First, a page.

When I finally succumbed to fitness mania, I had no idea that one simple dieters’ proverb could change my life as well as my body: “You are what you eat.” Maximum health doesn’t stop with my body; spiritual health, too, is affected by intake. My spiritual makeup is the cumulative result of what I’ve been feeding my heart and mind. And I’m convinced God is even more concerned about this than what I allow to enter my stomach.
I read a warning that challenged my misplaced priorities: “Watch over your heart with all diligence, for from it flow the springs of life” (Prov. 4:23). “Diligence” here refers to one who is posted to keep watch. It implies a guardedness as to what types of ideas and influences are allowed to enter one’s heart and mind.
Why the need for such tight security? God knows that what goes in will come out. “The good man out of the good treasure of his heart brings forth what is good; and the evil man out of the evil treasure brings forth what is evil; for his mouth speaks from that which fills his heart” (Lk. 6:45).
My heart has the capacity to hold an abundance – of ideas, beliefs, convictions, priorities, and thoughts. In God’s sight, the critical issue is what makes up the abundance of my heart. Is it an abundance of healthy treasure or that which makes me sickly and weak?
I examined my mental and spiritual consumption, starting with my reading material. Whether a novel magazine, or short story, I asked myself, “What is this teaching me? How does it influence me, be it ever so subtle, and what values does it portray?”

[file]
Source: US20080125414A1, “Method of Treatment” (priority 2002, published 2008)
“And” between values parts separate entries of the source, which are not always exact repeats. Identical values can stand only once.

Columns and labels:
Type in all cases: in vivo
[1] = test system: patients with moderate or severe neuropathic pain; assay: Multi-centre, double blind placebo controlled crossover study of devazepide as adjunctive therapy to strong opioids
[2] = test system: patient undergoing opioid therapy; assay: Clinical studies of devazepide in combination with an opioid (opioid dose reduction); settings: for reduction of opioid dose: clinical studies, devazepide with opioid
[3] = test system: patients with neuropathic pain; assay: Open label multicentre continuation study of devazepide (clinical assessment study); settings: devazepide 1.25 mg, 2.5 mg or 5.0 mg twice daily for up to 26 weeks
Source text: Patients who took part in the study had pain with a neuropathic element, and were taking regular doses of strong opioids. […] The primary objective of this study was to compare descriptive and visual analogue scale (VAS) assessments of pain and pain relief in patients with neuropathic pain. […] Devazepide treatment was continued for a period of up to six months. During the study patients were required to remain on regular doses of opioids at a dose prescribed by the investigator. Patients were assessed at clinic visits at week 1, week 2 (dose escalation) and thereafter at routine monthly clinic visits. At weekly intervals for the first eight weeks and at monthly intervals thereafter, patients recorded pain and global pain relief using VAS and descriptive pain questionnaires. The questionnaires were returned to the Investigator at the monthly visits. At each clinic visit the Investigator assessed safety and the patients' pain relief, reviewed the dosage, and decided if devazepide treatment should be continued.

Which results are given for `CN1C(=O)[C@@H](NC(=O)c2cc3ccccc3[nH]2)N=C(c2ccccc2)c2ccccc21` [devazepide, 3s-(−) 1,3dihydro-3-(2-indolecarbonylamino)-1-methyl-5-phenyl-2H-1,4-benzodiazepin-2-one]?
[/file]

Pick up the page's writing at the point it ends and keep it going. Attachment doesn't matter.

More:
I became increasingly aware that every piece of literature projects values of some sort, invisibly woven and carefully determined by the choice of words. Those values can range from humanistic to Christian, but whatever I open my heart and mind to, it will make an impression on me.
Even without long-term exposure, the words and thoughts from a song or a book do sink in. Whatever a person sees and hears becomes a part of his thought-life and memory. And although I may feel confident I can sift through what is being portrayed in a book or a magazine, I’ve found that even the chaff I thought I’d thrown out has made a lasting impression on my mind.
The negative values or unscriptural principles I’ve exposed myself to are now as much a part of my memory as the positive ones; they’ve become a part of the abundance of my heart.
As a parent, I began to see that I also needed to teach my children to be selective in what they feed their minds. They are still in the process of forming their values and beliefs, and their young minds are easily molded by their daily intake. A closer look at their books and cartoons revealed an unhealthy, mental diet.
Ever so subtly, and sometimes not so subtly, our children are fed false beliefs. For example, the media convince them that possessing each new toy, pair of shoes, or after-school snack will make them happy. Older children “learn” that if they wear certain jeans or drink a particular cola, they will be attractive to the opposite sex and popular with their peers.
Many if not most television programs, including cartoons, feature lying, selfishness, and a “me first” philosophy, disguised in a clever plot and portrayed by funny or endearing characters. What God calls “sin” becomes a relatively “good” thing. And as my impressionable child “eats up” these viewpoints, they become part of his values.
For our teenagers, pressure to conform and be accepted is powerful. As they view television, listen to the radio, or read magazines, they are bombarded with influences that create a deep dissatisfaction within and a yearning to conform to the world.